‘Hunger’ director’s long shot comes with a payoff


Among the most widely lauded debut features of 2008, “Hunger” tells the story of the 1981 protests by political prisoners in Belfast, which culminated in the deadly hunger strikes led by Bobby Sands. Directed and co-written by British-born visual artist Steve McQueen, the film is unflinchingly visceral and emotional, visually stunning and intricately structured. Much like the director himself.

Tall and broad and dressed in muted colors with incongruously bright red shoes, McQueen cuts an enigmatic figure during a visit to Los Angeles, at once affable, authoritative and imposing. A recent article in the British edition of Esquire chronicled his slow-burn peevishness over an order of nuts in a hotel bar, and though he can be garrulous and chatty, there is a sense of something darker lurking just beneath the surface. His words come out in streaming torrents, and at times his mouth can’t quite keep up with his brain.

For starters, he calls the hunger strike the film depicts “the most important event in recent British history.”


To translate all his ideas for the project to the screen, McQueen enlisted Irish playwright Enda Walsh as co-writer of the film.

“As far as I’m concerned,” said McQueen of their collaboration, “I’m a singer who has all the orchestrations in my head. I have the string parts all arranged in my head but can’t write music. Everything in the movie -- the structure, the scenes, how they came together, everything -- these ideas came from me. And it changed sometimes, where I was narrative and he was context, but I was mainly context and he was narrative.”

It was a pairing that paid off. McQueen picked up the Camera d’Or -- the prize for best first feature film -- after “Hunger” premiered at the Cannes Film Festival, and it went on to take prizes at top festivals in Toronto and Venice, had three wins at the British Independent Film Awards and was named the No. 1 film of the year by leading U.K. film journal Sight & Sound.

It also has the potential to enter the Guinness Book of World Records for the single longest shot on film.

The staggering shot lasts 17 1/2 minutes (beating “The Player’s” record-holding eight minutes) of a 22 1/2 -minute scene, covering 28 script pages as actors Michael Fassbender and Liam Cunningham enact a discussion between Sands and a local priest over whether Sands should engage in his fatal hunger strike. Cinematographer Sean Bobbitt created special film magazines to accommodate the stock needed for the extra-long continuous take. They shot the scene four times (McQueen used the fourth), and on the third take the boom operator collapsed.

“For me, that was always a Connors-McEnroe Wimbledon final,” McQueen recalled, “two guys wanting the same thing and wanting it differently. It’s the ultimate conversation; it’s about the reasons to live and the reasons to die. I needed to get the action and the reaction at the same time. And what happens is that because of the intimacy and the passion and the power of that conversation, people lean forward. They actually physically lean forward, their ears become more sharp, their eyes become much more attuned to what’s going on.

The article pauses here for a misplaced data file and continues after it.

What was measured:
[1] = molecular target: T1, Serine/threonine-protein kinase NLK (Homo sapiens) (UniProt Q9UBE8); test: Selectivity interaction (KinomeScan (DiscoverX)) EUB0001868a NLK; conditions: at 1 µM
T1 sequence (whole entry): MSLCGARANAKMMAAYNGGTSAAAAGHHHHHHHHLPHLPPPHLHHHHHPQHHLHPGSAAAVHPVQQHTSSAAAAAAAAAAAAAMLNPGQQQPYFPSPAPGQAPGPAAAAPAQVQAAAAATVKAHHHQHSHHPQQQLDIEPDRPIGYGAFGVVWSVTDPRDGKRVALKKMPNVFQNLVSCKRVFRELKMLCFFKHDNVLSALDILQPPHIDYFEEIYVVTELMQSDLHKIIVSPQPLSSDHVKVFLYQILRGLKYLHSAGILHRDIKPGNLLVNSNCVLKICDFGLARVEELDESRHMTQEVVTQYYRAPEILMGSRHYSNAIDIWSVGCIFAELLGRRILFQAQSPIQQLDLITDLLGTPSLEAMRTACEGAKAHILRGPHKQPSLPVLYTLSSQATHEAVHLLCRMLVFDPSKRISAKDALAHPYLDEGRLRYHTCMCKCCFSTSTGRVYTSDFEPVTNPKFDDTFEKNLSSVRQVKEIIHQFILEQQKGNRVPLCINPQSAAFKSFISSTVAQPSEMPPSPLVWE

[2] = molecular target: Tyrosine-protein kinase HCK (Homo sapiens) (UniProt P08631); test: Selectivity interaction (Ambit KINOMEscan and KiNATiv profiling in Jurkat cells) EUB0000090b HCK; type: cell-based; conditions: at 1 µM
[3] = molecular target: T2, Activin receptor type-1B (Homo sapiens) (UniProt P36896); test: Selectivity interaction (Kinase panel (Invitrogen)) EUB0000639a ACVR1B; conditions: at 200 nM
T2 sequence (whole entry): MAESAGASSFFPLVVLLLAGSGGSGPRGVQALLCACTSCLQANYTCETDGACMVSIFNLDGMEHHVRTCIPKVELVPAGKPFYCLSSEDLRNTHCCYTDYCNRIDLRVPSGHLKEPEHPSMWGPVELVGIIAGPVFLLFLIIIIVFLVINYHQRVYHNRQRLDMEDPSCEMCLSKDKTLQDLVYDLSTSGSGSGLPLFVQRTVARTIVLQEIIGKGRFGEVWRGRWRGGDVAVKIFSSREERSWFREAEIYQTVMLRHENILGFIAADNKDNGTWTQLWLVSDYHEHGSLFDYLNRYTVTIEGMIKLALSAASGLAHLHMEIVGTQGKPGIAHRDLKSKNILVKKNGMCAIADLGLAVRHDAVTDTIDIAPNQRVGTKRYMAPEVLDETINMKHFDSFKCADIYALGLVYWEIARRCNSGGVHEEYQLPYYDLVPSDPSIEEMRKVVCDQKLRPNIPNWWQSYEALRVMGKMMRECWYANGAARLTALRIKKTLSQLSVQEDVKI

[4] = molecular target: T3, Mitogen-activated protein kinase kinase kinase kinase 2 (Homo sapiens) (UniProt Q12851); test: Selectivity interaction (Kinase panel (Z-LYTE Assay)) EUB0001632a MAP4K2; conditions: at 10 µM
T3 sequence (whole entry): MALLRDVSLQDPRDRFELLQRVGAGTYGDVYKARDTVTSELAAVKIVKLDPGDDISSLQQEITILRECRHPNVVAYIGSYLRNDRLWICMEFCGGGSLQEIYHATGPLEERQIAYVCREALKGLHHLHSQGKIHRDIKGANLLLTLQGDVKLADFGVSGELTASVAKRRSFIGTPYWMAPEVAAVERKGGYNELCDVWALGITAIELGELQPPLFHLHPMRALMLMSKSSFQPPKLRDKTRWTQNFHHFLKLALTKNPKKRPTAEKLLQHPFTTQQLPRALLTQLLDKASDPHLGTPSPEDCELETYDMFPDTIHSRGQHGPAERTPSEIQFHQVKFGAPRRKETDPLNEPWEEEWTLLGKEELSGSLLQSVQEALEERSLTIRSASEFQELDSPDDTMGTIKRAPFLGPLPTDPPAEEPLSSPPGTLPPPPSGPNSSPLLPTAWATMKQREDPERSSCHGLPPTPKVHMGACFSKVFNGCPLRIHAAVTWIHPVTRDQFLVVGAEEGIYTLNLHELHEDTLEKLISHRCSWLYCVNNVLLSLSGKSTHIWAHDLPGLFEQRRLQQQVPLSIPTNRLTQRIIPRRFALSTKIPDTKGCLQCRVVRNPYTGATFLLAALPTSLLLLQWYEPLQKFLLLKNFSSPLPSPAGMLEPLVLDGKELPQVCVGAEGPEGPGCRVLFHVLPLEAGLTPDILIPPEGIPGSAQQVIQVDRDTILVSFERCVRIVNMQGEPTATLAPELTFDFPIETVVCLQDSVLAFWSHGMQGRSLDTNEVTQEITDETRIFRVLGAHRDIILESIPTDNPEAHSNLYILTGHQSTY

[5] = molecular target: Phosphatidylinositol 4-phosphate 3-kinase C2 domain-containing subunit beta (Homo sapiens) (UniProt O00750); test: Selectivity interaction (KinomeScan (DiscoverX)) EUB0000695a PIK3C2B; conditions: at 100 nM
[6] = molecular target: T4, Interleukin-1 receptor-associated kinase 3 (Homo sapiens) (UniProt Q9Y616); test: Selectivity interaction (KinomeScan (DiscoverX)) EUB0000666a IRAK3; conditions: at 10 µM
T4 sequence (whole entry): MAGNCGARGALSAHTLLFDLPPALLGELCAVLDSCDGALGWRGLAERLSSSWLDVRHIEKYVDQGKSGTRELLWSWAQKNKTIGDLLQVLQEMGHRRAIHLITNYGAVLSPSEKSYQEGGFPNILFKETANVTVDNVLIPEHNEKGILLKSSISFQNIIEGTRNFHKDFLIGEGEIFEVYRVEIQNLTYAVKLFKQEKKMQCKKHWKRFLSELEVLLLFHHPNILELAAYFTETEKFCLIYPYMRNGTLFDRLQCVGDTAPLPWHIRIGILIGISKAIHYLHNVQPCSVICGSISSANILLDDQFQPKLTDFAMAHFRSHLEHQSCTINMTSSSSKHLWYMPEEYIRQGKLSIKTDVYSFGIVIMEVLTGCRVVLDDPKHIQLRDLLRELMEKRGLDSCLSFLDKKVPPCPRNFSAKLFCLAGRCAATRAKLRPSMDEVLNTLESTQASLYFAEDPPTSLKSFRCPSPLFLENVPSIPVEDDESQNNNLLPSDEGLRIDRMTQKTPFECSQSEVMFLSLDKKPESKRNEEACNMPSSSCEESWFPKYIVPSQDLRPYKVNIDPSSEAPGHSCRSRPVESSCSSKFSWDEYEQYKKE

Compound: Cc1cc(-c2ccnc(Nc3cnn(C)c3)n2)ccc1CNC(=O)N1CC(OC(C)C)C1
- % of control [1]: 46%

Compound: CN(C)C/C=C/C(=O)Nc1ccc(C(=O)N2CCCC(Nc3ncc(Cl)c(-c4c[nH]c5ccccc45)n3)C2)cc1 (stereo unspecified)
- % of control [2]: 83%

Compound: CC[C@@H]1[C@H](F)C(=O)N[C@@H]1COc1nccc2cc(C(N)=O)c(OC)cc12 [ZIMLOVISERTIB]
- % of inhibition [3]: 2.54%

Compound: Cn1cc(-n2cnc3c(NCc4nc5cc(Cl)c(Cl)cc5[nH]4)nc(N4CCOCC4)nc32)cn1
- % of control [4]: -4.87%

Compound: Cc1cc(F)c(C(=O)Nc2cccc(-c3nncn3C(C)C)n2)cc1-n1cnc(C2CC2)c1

“They become a part of it physically, that dynamism, that architectural situation where you’ve got the viewer, you’ve got Bobby and the priest. That triangle situation is working in such a strong way. Because that’s the first time that I’ve used real time within the film, so you relate to it in that situation.”

Fassbender noted in a separate conversation that there was never any question as to how to shoot the scene. “None of us wanted to break that piece up. It’s so muscular, and it’s got so much texture to it. If you start chopping it up, you lose that rhythm, that sort of dance they’re doing.”

Still, McQueen hopes people remember “Hunger” for more than just its singular jaw-dropping centerpiece. As well, he is slightly dismissive of the massive weight-loss Fassbender underwent to play Sands, who dropped about 40 pounds while living on nuts and berries for 10 weeks.

“That’s the job,” McQueen said. “The film is called ‘Hunger.’ It’s not a vanity trip. It’s an essential necessity for the film. The guy didn’t eat in order to be heard. It’s work. He’s a professional actor.”

Perhaps just as surprisingly, Fassbender isn’t looking for accolades for the dramatic weight loss either, mentioning that besides insomnia and occasional grumpiness around dinnertime, he actually found the experience enlightening.

“People say, ‘How did you do it?’ Well, you just cut your calorie count down. You just don’t eat that much,” the actor said.


“Hunger” is rife with an urgency, a sense that what’s being depicted on-screen is not only important but also worth the demands of concentration and emotional endurance the film makes of viewers. For McQueen, that’s the point.

“I want to make films that are essential,” he said. “We’re all going to die, and we haven’t got a lot of time on this planet. Life goes very quickly, so we might as well make films that people will go to see because they need it or want it. It has to be an essential necessity.”

For now, McQueen hopes to continue to move between the worlds of fine art and commercial film. He has been chosen to represent Britain at the 2009 Venice Biennale. Though he hasn’t written a script yet, he also plans to make another feature film, but likely one very different altogether from the rigors of “Hunger.”

“Can I dictate something to you?” he asked, cheerfully but firmly. “The last bit of the article, if you’re interested, can you say I want to make a love story. I want to put down the gun.”